Between 1953 and 1987, people who lived or worked on Camp Lejeune were exposed to numerous Volatile Organic Compounds (VOCs) through exposure to the drinking water on base. The US Marine Corps discovered VOCs in the drinking water that came from two of the eight water treatment plants suppling water to the base in 1982. Investigations found that toxic waste was dumped repeatedly for years into multiple sites on and off base. This toxic waste seeped into the water supply at Camp Lejeune. People were exposed through drinking, bathing, or swimming in Camp Lejeune’s water.
The Agency for Toxic Substances and Disease Registry (ATSDR) is a subsidiary of the Center for Disease Control and Prevention (CDC). ATSDR researches the health impacts of hazardous waste sites. It has reviewed the conditions of the water supplied to Camp Lejeune regularly since the late 1980s. ATSDR’s analyses have found that chemicals such as TCE (trichloroethylene), PCE (perchloroethylene), benzene, and vinyl chloride were present in water samples from three water distribution plants at Camp Lejeune. ATSDR has found that these chemicals likely increased the risk of certain cancers, adverse birth outcomes, and other adverse health effects of the residents and civilian workers at Camp Lejeune.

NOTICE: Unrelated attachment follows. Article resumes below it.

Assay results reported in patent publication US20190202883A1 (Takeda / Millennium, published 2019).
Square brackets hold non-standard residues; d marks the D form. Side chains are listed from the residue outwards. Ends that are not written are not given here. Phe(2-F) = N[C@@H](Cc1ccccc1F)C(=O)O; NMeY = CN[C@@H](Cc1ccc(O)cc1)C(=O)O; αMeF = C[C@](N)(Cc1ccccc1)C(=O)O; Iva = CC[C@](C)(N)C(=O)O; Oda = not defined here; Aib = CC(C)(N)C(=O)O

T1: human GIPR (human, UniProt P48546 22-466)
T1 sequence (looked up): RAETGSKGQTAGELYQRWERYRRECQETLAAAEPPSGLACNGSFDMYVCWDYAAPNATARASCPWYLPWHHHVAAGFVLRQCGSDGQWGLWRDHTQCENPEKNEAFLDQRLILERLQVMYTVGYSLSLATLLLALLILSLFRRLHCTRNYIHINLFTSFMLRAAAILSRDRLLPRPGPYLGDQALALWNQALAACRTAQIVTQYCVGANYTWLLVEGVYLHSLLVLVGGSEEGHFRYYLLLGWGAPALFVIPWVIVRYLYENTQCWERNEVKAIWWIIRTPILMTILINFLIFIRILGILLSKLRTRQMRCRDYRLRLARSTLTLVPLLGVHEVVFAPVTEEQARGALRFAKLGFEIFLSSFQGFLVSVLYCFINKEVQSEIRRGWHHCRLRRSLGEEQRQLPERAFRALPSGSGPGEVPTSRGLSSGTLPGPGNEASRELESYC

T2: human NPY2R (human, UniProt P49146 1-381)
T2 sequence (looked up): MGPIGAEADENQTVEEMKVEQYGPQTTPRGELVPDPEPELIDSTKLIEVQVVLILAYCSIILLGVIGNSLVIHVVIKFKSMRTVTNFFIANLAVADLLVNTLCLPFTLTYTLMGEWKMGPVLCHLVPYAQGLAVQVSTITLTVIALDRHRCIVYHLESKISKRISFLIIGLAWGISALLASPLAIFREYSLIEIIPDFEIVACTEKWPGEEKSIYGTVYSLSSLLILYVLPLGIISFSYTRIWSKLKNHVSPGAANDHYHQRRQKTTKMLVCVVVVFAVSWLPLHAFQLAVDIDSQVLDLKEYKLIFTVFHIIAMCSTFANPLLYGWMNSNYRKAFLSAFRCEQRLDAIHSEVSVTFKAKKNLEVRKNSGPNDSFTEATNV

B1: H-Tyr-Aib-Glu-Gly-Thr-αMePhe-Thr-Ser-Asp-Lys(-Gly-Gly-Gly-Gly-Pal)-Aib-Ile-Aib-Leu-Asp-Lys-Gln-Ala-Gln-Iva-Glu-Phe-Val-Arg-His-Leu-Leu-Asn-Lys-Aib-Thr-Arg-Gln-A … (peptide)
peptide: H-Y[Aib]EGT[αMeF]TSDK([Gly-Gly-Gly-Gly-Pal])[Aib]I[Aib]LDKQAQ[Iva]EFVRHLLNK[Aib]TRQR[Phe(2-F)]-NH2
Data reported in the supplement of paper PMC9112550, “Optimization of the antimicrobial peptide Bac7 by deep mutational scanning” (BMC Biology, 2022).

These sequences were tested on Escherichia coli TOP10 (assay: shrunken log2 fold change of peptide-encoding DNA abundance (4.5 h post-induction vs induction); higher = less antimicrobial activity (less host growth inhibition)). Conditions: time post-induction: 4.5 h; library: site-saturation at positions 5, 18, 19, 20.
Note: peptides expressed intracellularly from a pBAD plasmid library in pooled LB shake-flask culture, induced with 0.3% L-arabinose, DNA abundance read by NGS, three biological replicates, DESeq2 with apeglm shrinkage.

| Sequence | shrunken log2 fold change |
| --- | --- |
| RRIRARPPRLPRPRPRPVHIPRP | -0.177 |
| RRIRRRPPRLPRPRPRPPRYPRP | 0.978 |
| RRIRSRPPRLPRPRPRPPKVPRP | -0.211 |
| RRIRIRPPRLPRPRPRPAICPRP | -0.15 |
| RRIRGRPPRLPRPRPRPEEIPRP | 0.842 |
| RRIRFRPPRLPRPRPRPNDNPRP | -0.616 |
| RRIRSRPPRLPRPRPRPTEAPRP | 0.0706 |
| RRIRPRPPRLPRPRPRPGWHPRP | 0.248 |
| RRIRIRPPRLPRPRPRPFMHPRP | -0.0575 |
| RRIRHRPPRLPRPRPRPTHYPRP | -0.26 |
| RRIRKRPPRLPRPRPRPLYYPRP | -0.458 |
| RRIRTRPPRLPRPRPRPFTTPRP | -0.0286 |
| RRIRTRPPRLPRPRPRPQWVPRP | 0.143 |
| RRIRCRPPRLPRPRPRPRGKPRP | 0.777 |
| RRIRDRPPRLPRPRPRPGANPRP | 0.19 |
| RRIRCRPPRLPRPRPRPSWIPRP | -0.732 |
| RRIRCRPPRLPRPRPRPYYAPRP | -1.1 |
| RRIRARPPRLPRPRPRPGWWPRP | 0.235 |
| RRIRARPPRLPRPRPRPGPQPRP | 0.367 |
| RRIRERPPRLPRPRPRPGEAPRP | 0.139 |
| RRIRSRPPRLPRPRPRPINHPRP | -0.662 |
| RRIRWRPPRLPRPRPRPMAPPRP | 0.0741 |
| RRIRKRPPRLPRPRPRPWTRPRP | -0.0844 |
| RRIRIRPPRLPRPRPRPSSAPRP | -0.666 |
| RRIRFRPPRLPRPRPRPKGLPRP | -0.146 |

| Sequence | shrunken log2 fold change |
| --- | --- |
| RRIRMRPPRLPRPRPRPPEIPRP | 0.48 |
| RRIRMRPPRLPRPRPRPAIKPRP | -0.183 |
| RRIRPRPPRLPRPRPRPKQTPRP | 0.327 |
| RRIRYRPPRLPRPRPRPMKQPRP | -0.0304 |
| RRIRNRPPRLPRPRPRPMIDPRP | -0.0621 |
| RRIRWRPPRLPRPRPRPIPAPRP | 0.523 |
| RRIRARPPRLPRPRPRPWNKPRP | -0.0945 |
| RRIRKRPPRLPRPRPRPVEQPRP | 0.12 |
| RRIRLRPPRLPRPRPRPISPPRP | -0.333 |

ATSDR published its most recent public health assessment of drinking water at Camp Lejeune in 2018. ATSDR continues to study the potential for adverse health effects from exposure to VOCs in the drinking water at Camp Lejeune. We are awaiting the release of the agency’s most recent findings.
To learn more about our firm’s efforts in supporting those injured by the toxic water at Camp Lejeune and how you can help support the passage of the Camp Lejeune Justice Act, please visit our Camp Lejeune page here…